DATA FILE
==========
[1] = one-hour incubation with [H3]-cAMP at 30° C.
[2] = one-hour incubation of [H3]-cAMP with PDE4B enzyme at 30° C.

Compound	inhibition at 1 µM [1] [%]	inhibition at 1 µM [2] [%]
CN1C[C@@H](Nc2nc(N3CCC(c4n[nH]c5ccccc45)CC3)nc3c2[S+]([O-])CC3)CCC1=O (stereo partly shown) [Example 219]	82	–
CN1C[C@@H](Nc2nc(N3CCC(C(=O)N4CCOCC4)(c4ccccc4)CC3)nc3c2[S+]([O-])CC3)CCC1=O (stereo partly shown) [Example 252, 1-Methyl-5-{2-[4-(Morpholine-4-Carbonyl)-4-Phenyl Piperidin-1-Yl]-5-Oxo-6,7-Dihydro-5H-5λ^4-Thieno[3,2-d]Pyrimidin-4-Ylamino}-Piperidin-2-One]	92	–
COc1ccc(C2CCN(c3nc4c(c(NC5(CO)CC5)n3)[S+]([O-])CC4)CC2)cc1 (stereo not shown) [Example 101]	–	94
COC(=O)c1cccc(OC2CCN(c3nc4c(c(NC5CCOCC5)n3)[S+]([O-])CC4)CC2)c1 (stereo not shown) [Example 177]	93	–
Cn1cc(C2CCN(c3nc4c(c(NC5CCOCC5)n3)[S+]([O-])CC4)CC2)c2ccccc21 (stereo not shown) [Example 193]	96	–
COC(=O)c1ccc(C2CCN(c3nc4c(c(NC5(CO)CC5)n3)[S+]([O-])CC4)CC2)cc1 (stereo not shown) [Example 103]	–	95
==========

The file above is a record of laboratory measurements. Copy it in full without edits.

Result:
[1] = one-hour incubation with [H3]-cAMP at 30° C.
[2] = one-hour incubation of [H3]-cAMP with PDE4B enzyme at 30° C.

Compound	inhibition at 1 µM [1] [%]	inhibition at 1 µM [2] [%]
CN1C[C@@H](Nc2nc(N3CCC(c4n[nH]c5ccccc45)CC3)nc3c2[S+]([O-])CC3)CCC1=O (stereo partly shown) [Example 219]	82	–
CN1C[C@@H](Nc2nc(N3CCC(C(=O)N4CCOCC4)(c4ccccc4)CC3)nc3c2[S+]([O-])CC3)CCC1=O (stereo partly shown) [Example 252, 1-Methyl-5-{2-[4-(Morpholine-4-Carbonyl)-4-Phenyl Piperidin-1-Yl]-5-Oxo-6,7-Dihydro-5H-5λ^4-Thieno[3,2-d]Pyrimidin-4-Ylamino}-Piperidin-2-One]	92	–
COc1ccc(C2CCN(c3nc4c(c(NC5(CO)CC5)n3)[S+]([O-])CC4)CC2)cc1 (stereo not shown) [Example 101]	–	94
COC(=O)c1cccc(OC2CCN(c3nc4c(c(NC5CCOCC5)n3)[S+]([O-])CC4)CC2)c1 (stereo not shown) [Example 177]	93	–
Cn1cc(C2CCN(c3nc4c(c(NC5CCOCC5)n3)[S+]([O-])CC4)CC2)c2ccccc21 (stereo not shown) [Example 193]	96	–
COC(=O)c1ccc(C2CCN(c3nc4c(c(NC5(CO)CC5)n3)[S+]([O-])CC4)CC2)cc1 (stereo not shown) [Example 103]	–	95